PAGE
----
Step-2: The customer hands over the old vehicle to the dealer who further sends it to the scrap yard for scrappage. The dealer will inform the customer that Certificate of Destruction (CoD) could be collected after a few days – may be a week – once the vehicle is completely scrapped.
Step-3: The dealers are expected to send all the collected vehicles to the authorised scrap yards, eg: MSTC, etc. for scrapping of vehicles in an environmentally safe process under due supervision of the regional transport authority. The revenue generated by selling the old vehicle to the scrapyard, eg: MSTC, etc. will be distributed among the two parties in the ratio of – dealer (15%) and customer (85%).
Step-4: The dealer of the vehicle under endorsement of Regional Transport Authority issues a valid Certificate of Destruction (CoD) and de-register the scrapped vehicle.
Step-5: Once the customer receives the CoD, he or she is entitled to the incentives against purchase of a new vehicle, of the same category. This CoD would be tradeable within the State/Union Territory where the scrappage took place. The customer could also buy a vehicle of a higher category; however, the total incentive applicable would be limited to the category of the scrapped vehicle.
Step-6: The vehicle dealer receives a copy of the CoD. The dealer could be authorised to give any new customer a new vehicle, of the same category registered in that State, with the agreed discount/incentive.
Step-7: A certificate from the dealer confirming sale of the vehicle against a scrapped vehicle, along with the copy of the CoD, to be submitted to the vehicle manufacturer of the new vehicle, by the dealer, and the dealer will sell the new vehicle at a revised price.
Step-8: The manufacturer will adjust his book of accounts for payment of excise duty to the Central Government by paying 50% of the duty for new vehicles sold through this scheme.
Step-9: The manufacturer will suitably pass on the benefit to the dealer for new vehicle sold at the revised price.
Such a scheme would allow the government to earn the following incremental sums (Vehicles registered from 1st April 1990 to 31st March 2000 have been considered for calculation purposes. Total number of vehicles registered in the country during this period is 30.55 million).
As per the above table, the total incremental revenue generated by the government is about Rs 32,000 crore (approximately). The timeframe for generating this revenue will depend on the actual scrappage achieved plus offtake of new vehicles arising due to the scrappage.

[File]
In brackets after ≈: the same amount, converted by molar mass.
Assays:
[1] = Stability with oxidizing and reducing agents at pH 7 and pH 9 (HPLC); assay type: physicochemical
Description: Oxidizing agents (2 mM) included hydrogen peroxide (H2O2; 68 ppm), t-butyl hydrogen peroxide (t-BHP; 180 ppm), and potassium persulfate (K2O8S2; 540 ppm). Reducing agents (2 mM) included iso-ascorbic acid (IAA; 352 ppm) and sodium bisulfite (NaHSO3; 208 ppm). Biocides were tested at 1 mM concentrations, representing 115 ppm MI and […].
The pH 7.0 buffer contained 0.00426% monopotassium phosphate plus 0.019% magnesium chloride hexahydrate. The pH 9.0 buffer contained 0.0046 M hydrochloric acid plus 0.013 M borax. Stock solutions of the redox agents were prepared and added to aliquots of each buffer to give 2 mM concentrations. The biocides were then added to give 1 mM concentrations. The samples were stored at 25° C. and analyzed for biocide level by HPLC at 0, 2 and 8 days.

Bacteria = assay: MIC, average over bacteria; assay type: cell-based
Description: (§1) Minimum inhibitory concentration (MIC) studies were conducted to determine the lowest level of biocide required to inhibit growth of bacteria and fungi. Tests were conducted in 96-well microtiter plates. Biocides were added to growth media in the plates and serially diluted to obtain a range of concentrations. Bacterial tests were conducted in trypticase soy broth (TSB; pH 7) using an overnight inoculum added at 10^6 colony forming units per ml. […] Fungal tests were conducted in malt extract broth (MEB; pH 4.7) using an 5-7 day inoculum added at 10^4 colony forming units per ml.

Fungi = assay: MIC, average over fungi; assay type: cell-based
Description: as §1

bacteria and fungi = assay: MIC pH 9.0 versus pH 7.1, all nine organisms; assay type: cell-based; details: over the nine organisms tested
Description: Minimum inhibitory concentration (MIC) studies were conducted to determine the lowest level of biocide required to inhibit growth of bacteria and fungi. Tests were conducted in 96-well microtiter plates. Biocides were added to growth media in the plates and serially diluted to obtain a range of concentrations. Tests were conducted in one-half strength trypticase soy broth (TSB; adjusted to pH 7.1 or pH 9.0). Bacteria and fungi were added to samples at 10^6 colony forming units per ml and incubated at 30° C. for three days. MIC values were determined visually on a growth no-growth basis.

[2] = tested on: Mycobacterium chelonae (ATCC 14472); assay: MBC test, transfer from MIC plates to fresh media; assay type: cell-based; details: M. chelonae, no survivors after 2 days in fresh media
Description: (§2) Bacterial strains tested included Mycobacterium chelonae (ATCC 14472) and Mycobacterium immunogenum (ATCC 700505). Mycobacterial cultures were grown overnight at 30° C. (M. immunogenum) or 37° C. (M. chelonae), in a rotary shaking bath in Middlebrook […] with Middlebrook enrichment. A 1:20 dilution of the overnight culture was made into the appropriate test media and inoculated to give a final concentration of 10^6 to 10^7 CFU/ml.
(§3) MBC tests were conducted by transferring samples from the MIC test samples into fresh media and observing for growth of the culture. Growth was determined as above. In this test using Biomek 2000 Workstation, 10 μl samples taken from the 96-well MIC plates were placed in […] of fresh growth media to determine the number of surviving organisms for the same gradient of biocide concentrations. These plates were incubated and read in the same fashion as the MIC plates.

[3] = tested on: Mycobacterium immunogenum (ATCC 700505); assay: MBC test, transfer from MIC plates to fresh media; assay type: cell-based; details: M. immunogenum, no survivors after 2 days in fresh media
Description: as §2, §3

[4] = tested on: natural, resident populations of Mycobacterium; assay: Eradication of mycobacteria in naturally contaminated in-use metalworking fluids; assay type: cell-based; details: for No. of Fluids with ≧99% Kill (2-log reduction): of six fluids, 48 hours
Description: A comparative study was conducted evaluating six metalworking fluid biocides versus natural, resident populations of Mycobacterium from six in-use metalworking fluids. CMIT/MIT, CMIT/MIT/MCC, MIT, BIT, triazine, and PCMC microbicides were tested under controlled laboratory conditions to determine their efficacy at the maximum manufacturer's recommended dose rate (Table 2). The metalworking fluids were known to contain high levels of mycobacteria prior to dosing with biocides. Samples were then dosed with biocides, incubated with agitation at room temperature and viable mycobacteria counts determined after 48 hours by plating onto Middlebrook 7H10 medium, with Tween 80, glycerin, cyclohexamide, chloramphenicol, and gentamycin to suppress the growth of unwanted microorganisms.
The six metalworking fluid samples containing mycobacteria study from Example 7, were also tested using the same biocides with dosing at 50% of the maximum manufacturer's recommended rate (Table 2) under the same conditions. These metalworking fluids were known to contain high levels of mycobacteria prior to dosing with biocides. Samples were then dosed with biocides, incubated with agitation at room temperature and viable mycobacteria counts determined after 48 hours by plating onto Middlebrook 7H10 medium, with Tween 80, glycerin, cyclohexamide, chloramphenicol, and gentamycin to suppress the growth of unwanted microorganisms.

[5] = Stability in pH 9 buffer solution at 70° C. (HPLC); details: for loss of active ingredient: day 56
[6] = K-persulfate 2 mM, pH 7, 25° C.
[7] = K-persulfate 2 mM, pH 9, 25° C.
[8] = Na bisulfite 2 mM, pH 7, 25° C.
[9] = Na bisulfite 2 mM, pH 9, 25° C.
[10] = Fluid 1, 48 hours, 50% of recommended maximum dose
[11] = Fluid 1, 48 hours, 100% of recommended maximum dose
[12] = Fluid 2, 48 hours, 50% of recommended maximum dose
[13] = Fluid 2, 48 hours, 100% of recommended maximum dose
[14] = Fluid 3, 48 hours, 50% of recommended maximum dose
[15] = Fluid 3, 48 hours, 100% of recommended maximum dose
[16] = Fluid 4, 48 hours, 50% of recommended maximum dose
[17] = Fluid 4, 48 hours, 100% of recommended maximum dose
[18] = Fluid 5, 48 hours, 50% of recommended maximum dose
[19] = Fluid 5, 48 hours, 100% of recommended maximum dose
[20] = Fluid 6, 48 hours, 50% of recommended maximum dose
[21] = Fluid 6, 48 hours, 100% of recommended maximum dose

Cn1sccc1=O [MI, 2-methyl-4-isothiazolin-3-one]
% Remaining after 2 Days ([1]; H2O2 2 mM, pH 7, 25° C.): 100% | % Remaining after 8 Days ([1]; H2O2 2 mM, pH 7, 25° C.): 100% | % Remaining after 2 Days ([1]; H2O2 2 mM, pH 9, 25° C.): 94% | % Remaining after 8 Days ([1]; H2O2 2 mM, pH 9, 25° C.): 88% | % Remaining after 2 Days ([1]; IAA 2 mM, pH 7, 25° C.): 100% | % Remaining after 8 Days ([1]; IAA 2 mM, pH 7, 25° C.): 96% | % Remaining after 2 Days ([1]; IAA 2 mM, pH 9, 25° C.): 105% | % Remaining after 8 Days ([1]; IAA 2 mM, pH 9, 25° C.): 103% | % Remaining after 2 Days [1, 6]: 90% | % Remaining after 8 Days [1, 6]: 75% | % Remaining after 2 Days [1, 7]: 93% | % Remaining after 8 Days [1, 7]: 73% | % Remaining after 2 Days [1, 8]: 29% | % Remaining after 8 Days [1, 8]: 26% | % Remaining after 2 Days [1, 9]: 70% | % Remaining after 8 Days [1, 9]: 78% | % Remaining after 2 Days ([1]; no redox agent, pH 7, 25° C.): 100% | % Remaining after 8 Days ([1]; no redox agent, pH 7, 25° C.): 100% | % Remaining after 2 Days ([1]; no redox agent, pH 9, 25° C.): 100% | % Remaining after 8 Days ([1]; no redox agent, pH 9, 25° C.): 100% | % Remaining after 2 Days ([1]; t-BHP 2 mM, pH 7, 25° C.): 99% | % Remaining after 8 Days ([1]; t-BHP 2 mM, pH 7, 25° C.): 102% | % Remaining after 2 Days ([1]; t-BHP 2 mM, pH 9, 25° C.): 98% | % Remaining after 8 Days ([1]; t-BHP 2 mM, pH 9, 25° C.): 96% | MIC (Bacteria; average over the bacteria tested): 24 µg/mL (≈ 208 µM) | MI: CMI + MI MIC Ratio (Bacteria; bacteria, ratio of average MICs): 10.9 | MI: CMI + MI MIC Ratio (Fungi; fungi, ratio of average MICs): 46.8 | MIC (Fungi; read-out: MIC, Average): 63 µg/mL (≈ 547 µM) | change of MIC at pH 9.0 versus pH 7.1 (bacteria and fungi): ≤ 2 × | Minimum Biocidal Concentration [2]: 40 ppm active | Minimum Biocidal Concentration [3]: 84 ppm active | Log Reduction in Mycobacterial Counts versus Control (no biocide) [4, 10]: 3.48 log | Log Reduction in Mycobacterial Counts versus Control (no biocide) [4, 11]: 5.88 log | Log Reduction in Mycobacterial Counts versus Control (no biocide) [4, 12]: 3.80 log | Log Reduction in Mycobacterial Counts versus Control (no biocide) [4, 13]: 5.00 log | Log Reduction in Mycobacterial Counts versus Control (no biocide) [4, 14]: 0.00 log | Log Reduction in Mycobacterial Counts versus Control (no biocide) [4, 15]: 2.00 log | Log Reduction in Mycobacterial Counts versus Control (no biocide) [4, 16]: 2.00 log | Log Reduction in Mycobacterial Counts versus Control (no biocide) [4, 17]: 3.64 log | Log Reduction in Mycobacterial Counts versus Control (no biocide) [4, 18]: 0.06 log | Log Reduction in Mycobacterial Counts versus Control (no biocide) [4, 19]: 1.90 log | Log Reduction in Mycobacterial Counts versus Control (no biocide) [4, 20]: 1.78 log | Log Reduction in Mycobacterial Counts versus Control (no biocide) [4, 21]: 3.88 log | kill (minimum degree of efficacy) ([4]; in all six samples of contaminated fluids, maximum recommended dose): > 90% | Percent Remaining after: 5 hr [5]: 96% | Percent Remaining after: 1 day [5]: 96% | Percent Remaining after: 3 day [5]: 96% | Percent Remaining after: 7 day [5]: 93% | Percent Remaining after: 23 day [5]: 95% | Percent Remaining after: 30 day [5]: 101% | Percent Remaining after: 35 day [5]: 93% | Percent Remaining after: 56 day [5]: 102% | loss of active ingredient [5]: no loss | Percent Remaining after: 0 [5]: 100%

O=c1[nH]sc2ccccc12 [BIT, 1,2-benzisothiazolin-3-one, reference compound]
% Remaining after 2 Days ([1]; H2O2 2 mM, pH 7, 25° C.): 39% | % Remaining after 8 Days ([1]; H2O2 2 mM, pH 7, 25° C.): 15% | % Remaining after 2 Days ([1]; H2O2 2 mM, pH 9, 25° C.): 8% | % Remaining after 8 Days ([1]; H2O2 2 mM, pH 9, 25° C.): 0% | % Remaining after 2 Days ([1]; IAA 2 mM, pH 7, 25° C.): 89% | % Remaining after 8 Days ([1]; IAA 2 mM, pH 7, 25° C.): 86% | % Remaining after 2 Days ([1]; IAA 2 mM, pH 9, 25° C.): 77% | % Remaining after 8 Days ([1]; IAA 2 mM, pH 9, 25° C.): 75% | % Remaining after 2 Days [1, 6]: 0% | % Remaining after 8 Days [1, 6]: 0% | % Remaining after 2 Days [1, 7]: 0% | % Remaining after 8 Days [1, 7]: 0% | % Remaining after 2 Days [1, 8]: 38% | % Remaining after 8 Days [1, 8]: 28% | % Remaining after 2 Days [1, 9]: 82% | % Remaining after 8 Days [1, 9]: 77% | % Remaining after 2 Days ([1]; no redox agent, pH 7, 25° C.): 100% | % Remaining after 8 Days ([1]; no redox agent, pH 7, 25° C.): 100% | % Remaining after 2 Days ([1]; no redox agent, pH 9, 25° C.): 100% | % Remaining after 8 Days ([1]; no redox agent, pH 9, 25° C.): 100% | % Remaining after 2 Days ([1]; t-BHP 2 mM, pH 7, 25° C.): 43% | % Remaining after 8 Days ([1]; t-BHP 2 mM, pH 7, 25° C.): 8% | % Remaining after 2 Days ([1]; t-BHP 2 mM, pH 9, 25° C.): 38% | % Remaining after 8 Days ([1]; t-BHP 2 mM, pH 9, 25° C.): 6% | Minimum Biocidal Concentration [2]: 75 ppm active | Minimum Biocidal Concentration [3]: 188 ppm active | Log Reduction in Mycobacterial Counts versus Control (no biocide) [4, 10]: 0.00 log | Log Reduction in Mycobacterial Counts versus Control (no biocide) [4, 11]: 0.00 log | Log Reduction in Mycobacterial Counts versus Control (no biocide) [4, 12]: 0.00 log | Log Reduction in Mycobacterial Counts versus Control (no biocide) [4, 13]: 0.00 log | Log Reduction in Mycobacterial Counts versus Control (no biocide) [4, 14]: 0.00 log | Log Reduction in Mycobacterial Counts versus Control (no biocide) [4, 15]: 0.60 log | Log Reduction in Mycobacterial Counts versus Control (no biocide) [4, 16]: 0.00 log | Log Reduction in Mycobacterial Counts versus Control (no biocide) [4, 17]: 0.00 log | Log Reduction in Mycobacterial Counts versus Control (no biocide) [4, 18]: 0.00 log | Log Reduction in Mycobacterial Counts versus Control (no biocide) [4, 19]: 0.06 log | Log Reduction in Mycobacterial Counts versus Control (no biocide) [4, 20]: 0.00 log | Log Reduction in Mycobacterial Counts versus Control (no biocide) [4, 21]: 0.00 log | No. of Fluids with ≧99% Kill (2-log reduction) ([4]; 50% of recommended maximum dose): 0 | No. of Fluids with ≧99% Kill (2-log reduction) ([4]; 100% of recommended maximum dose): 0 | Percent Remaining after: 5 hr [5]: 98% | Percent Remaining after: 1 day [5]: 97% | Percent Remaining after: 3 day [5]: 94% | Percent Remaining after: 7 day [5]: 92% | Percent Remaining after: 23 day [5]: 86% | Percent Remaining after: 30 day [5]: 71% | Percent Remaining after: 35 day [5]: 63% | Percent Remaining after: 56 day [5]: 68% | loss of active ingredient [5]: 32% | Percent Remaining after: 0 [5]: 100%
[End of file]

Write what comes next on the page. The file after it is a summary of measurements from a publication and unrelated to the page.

Monetary benefits to a vehicle user
In order to facilitate replacement of vehicles through scrapping, the government is requested to offer an incentive to customers for replacing their old vehicles by new ones.
Government of India will offer an incentive amount equal to 50% of the excise duty for the category of the old scrapped vehicle, as per the existing Excise Duty rates.
Incentive amount, for different categories of vehicles, is discussed in the Table-3.
A vehicle user who is willing to replace his/her old vehicle, through the scrappage route, by a new one would be entitled to TWO different monetary benefits:
85% of the total scrap Value of the Old Vehicle – This value will be determined by the scrap yard based on the scrap content in a vehicle and / or on the existing condition of a vehicle. Estimated Scrap Value is given in the Table-2.
Totally an amount depending on the category of the old vehicle will be accrued to a vehicle user, if he/she opts for buying a new vehicle in lieu of the scrapped vehicle.
Table-3 gives the total amount to a Vehicle User based on the estimation done in the Table-2.
At current average price of petrol and diesel in Delhi of Rs 55 per litre, the saving of 7.52 billion litres would correspond to a saving of Rs 41,335 crore.
Estimated savings in foreign exchange
Foreign exchange: India imports around 5~6 million tonnes of ferrous shredded scrap per annum due to shortage of quality steel scrap generated in the country. The import price of ferrous scrap is $289 per ton and 12.5% CVD, which is equivalent to import price of Rs 20,522 per ton.
Total savings of foreign exchange, in case 12.85 million tonnes automobile scrap is generated domestically, would be $3,797 million or Rs 23,965 crore (import of 12.85 million tonnes of automobile scrap would not be required due to scrapping of vehicles in the country). Time frame for this savings is not specified.
Table – 5: Total estimated savings from recycling automobile scrap
Since automobile scrap will be used for steel production through the secondary process, hence, in the below table we have specified several savings arising out of replacing primary process and replacing imported scrap
Total estimated savings arising from scrapping of vehicles and utilising automobile scrap for producing crude steel would be in a range of Rs 17,108 crores to Rs 23,965 crores for the country.
So why has the finance ministry not woken up?